An article i found from Music Week...The amount of times club managers say police and councils don't want urban music nights at there venues is ridiculous...
Read and support!!!
A Manchester promoter is calling for a public inquiry to investigate what he claims is widespread and systematic discrimination against urban music concerts.
Gold National Events director Mike Forrester, whose own planned festival fell victim to over-zealous council officials, now believes there is a case for an investigation as part of a wider public inquiry into the licensing of events.
Forrester won a legal battle with Manchester City Council earlier this year after the local authority pulled the plug on a Bob Marley tribute event he organised in 2008.
A financial award relating to this has still to be decided with the parties returning to court this week. In the meantime, the publicity generated by the case has seen Forrester inundated with messages of support from the live industry, with many recounting similar licensing cock-ups and forced cancellations.
“We’ve heard from promoters, venue owners, people in the music industry itself and even a MOBO-winning DJ who turned up at a club in Birmingham to find a notice on the DJ booth reading, ‘No Soca. No hip-hop. No R&B. No rap.’ That is just wrong and it’s time to do something about it,” says Forrester, who claims the police and local authorities often start from a position of opposition, believing that events aimed at the black community will lead to violence. “That is just patently not the case, so we need to highlight these issues and change the system,” argues Forrester, who has written to Prime Minister David Cameron asking to discuss the matter.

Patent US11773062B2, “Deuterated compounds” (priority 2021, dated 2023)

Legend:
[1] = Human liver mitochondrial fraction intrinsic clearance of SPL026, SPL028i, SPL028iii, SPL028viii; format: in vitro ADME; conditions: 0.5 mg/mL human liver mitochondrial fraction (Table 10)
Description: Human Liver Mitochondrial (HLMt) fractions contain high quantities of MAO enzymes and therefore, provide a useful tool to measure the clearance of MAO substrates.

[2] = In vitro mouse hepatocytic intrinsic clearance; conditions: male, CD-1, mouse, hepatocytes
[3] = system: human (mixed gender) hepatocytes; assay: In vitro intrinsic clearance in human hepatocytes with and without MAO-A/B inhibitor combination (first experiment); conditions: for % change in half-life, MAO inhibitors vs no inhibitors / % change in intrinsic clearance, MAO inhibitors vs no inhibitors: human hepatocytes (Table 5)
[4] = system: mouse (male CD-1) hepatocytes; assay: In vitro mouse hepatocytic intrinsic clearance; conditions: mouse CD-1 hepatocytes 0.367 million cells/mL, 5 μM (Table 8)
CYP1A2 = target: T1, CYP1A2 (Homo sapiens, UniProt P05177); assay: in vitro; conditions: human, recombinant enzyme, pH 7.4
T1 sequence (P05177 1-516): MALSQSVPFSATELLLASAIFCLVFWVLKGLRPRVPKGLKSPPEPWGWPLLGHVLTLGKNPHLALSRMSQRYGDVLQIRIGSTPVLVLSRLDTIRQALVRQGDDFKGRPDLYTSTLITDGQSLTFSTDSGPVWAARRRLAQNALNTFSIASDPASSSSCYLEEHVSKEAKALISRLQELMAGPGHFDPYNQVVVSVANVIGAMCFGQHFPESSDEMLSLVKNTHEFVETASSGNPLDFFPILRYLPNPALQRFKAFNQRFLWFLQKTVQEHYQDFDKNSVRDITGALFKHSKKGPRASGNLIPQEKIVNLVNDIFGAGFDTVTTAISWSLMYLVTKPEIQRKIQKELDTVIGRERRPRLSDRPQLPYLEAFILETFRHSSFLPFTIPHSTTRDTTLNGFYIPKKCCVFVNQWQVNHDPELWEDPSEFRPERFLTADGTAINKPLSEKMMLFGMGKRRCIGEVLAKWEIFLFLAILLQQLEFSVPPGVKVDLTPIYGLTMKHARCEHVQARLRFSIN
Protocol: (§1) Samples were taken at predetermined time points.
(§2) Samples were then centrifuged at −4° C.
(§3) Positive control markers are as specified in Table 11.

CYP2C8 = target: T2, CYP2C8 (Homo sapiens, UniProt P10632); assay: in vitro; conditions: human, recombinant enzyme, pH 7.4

Cameron wrote back saying his diary was full, leading Forrester to start up a Campaign for the Freedom of Music, which asks that licensing matters are dealt with fairly. “No matter what the genre of music and where issues arise, there is a level of accountability to give promoters and venue owners some sort of recourse,” says Forrester.
He adds than once 250,000 names are on the petition he will return to Cameron and demand a public inquiry, of which he is already approaching leading figures in the music industry to support.
“We want to ensure that procedures with councils and police forces in the booking of events in public parks and open spaces are fair and transparent, with consequences if they fail in their duties,” he says, claiming he had to put his house and car on the line to fight his case with Manchester City Council. “I don’t think anyone else should have to endure that, but the number of stories I’m hearing from other people around the country proves that this is a nationwide problem. We’re supposed to be living in the 21st Century, not the 1800s, but when it comes to organising any kind of urban music event, the only word I can think of to describe the reaction of the licensing authorities is apartheid.”
Forrester is also hoping his campaign will capture the imagination of the public in acting to take control of the entertainment they want to see in their local parks and venues. He adds, “My ideal would be if the public could take power back from the licensing authorities. We are the ones who are paying our council tax, so we should be the ones who decide what events are staged in our local parks, not the police or local council who have no idea what urban music is.”